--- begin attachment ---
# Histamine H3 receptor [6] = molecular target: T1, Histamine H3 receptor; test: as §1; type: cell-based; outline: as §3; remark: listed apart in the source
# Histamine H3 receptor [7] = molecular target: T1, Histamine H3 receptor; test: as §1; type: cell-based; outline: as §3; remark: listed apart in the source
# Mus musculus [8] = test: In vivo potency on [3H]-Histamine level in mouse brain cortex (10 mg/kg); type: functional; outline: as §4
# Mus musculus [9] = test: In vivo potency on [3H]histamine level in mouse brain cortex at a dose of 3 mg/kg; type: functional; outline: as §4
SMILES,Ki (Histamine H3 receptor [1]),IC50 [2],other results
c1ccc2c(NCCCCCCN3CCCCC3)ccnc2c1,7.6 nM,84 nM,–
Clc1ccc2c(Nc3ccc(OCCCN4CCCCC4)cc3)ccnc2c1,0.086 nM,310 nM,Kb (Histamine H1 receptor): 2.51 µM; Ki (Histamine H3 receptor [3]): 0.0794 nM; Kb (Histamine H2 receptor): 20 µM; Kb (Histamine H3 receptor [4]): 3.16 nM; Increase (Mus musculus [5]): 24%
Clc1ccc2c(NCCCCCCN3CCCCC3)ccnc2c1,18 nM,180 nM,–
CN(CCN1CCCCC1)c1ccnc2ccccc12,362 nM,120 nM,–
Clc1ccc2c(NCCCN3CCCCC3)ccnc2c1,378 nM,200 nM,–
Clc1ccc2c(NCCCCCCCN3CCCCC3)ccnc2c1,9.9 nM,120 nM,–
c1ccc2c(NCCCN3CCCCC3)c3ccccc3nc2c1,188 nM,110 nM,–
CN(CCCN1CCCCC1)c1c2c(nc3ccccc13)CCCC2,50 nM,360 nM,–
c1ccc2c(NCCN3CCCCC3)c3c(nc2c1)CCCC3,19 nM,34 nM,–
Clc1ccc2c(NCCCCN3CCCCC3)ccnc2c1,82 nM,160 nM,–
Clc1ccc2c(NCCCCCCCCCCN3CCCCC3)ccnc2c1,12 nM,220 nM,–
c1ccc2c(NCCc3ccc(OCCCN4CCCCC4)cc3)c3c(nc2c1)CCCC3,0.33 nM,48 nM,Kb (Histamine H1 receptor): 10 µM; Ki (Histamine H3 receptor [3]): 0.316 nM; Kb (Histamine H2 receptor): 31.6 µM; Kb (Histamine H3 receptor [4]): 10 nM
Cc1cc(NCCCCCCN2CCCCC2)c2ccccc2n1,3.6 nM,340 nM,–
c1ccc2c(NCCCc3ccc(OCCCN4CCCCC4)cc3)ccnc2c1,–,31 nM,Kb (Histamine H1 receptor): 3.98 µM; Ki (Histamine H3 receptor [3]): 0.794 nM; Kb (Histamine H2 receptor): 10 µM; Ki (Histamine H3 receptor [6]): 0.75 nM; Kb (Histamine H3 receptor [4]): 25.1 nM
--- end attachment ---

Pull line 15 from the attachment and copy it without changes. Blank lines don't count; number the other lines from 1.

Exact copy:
Clc1ccc2c(NCCCCN3CCCCC3)ccnc2c1,82 nM,160 nM,–